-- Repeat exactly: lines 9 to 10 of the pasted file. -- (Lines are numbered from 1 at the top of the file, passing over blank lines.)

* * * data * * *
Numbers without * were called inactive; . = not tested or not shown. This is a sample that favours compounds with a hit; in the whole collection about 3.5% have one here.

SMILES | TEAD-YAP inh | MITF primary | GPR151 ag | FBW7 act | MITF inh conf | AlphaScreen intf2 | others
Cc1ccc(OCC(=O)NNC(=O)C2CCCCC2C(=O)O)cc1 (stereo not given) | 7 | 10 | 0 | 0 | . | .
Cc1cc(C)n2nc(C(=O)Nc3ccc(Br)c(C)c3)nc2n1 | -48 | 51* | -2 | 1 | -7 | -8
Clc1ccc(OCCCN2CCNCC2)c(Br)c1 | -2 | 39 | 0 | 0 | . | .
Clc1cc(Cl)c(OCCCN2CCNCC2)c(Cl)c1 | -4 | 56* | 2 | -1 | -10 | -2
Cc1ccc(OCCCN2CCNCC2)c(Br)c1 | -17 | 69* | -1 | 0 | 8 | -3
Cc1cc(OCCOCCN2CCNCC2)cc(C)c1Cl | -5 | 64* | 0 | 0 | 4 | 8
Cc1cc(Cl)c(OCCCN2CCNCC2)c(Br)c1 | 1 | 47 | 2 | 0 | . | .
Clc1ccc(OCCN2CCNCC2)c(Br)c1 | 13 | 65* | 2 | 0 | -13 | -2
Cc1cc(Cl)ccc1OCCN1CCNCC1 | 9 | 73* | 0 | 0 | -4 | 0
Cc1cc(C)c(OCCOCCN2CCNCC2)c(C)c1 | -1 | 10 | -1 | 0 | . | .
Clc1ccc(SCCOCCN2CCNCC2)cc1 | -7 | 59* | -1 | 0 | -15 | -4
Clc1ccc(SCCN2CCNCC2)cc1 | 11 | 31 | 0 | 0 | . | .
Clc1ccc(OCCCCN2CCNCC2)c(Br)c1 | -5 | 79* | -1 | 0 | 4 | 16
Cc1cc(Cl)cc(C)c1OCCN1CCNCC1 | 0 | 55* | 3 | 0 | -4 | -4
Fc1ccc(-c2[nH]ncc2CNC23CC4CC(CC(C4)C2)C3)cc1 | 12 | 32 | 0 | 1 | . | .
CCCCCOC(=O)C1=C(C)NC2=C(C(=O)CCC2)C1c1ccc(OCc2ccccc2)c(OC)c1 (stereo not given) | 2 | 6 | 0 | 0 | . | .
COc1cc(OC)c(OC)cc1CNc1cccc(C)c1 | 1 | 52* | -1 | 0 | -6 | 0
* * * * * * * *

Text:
Cc1cc(Cl)c(OCCCN2CCNCC2)c(Br)c1 | 1 | 47 | 2 | 0 | . | .
Clc1ccc(OCCN2CCNCC2)c(Br)c1 | 13 | 65* | 2 | 0 | -13 | -2